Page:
Normally openwrt works on most of the hardware mentioned in the table of hardware
(search in this wiki), and also on most o0f the hardware that support intel x86 ISA or
gog.is/site:wiki.openwrt.org x86 in the address bar.
Anyway some embedded x86 board have particular hardware that is not always well supported
by the openwrt platform, even if all the
kmod packages are included in the basic image.
One of this x86 compatible hardware family are systems based on intel atom and chipset
ich8m (maybe also others), like the Lex twitter system 3I525U.
On that system openwrt is able to run but, for example, is not able to
manage really well the possibility of having two wan connections with
different metric. The request will be always routed to the interface with
higher metric also using
ping -I <wan2_interface> 188.8.131.52. Moreover software
Nmap will fail to be bind to certain interfaces.
Someone with more knowledge could explain why this happens but as workaround
one can use a more complete linux system (for example debian) as base and then virtualize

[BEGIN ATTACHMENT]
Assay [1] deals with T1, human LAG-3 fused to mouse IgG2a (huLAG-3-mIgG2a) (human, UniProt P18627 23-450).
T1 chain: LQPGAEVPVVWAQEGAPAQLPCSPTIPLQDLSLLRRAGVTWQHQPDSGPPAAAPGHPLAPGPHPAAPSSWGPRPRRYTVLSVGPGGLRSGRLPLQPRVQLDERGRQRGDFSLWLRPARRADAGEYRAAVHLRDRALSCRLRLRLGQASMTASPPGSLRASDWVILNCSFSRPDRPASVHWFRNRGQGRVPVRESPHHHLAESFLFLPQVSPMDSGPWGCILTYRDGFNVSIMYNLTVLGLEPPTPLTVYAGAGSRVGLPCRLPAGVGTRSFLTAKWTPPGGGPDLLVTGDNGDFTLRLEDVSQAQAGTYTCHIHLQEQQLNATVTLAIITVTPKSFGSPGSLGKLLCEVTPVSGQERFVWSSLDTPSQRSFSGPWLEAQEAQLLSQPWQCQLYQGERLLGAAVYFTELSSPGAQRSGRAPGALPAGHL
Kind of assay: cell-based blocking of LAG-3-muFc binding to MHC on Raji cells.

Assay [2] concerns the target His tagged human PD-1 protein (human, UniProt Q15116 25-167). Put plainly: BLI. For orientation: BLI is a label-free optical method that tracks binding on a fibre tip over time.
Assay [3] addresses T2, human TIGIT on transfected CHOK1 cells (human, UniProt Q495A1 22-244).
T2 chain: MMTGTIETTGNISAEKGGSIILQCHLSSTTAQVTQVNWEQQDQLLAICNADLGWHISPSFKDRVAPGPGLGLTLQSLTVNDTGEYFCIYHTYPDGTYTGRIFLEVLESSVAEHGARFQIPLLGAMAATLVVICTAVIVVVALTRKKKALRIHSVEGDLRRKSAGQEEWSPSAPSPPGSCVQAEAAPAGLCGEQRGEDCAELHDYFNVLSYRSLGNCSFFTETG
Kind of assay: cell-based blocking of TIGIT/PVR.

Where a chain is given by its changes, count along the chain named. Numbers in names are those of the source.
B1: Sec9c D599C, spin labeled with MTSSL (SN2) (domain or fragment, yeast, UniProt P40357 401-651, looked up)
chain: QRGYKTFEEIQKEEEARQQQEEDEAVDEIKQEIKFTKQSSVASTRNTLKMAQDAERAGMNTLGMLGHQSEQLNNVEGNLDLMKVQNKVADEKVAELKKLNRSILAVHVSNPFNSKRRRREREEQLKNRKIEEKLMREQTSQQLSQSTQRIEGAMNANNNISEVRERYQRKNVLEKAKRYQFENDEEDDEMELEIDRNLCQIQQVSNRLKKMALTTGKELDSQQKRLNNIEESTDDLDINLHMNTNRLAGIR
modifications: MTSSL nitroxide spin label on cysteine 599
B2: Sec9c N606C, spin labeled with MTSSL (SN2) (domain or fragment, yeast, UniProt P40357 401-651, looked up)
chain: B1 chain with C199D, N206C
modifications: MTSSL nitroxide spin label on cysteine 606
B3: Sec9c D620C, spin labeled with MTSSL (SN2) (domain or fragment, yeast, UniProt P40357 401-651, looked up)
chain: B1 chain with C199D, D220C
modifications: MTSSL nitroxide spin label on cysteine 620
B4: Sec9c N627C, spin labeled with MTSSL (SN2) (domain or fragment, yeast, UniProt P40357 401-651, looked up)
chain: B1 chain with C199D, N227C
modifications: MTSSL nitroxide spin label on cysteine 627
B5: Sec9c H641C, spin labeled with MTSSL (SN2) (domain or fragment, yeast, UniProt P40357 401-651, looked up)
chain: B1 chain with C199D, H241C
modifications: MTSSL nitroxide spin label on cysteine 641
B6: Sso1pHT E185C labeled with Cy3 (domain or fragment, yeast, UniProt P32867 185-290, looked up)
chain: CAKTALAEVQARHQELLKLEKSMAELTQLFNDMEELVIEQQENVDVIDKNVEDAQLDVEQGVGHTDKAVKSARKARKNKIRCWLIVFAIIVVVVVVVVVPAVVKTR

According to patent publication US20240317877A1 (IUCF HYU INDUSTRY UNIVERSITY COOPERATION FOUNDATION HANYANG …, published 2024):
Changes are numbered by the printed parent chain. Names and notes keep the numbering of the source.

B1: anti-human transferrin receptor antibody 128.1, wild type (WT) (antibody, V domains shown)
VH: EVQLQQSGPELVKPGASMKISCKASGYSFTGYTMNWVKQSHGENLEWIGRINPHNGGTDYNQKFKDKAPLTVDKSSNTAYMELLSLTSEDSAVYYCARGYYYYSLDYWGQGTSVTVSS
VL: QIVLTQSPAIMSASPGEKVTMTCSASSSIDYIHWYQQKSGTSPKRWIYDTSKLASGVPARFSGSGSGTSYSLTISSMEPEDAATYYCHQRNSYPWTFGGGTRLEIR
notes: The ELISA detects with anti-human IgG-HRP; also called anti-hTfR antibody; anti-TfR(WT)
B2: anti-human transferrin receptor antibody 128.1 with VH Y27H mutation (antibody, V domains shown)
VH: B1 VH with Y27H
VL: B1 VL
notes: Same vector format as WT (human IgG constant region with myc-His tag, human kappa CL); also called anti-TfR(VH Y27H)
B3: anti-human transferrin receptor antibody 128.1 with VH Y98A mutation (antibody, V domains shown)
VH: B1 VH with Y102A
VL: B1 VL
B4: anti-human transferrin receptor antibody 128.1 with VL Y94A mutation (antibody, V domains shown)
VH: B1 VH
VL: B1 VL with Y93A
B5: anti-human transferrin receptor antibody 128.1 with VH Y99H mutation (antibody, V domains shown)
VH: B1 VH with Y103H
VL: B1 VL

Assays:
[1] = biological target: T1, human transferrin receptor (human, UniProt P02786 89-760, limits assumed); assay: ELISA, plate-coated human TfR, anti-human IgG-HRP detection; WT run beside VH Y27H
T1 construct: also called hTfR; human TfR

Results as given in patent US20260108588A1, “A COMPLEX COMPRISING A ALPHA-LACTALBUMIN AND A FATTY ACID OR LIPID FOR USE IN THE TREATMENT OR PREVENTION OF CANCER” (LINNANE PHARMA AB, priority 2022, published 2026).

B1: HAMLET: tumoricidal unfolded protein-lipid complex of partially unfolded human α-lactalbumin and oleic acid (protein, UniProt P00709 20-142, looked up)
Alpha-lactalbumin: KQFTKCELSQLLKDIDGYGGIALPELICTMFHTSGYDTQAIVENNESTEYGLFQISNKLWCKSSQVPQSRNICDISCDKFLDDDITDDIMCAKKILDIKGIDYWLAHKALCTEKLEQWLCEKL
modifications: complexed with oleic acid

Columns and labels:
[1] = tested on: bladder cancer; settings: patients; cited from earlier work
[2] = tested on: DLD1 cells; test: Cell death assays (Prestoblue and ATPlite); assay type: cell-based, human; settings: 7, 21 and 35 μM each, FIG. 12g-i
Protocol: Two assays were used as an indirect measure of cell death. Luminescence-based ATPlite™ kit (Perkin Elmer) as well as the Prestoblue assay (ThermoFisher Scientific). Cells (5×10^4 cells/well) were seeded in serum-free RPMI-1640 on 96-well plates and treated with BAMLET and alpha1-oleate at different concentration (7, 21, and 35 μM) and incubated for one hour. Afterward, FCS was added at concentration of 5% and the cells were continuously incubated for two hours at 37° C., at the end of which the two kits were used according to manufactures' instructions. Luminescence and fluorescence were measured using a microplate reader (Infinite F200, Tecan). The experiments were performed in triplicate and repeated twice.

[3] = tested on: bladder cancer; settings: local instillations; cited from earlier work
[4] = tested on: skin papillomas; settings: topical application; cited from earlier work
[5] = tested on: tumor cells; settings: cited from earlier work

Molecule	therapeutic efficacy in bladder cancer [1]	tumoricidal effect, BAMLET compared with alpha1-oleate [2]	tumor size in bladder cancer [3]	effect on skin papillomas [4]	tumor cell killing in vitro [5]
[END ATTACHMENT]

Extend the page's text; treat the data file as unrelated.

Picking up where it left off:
gog.is/site:wiki.openwrt.org virtualization OR qemu OR kvm OR hypervisor in the address bar)
openwrt, that in the end requires really a little resources most of the time,
or one can assign plenty of resources because at the end the base system is quite powerful.
Debian was installed on a 2Gb cf card through a usb stick and netinstaller, having only the basic system utilities and ssh utilities. 1.1Gb of space were used, 600mb free and the rest swap.
Install the following packages:
apt-get install qemu-kvm bridge-utils libvirt-bin virtinst
Then, if you don't want to use any user but just work with root (the objective is: let run openwrt on the twitter system, not having a well setup debian system):
Then we have to prepare the network. Modify
/etc/network/interfaces a follows (adapt according to your needs)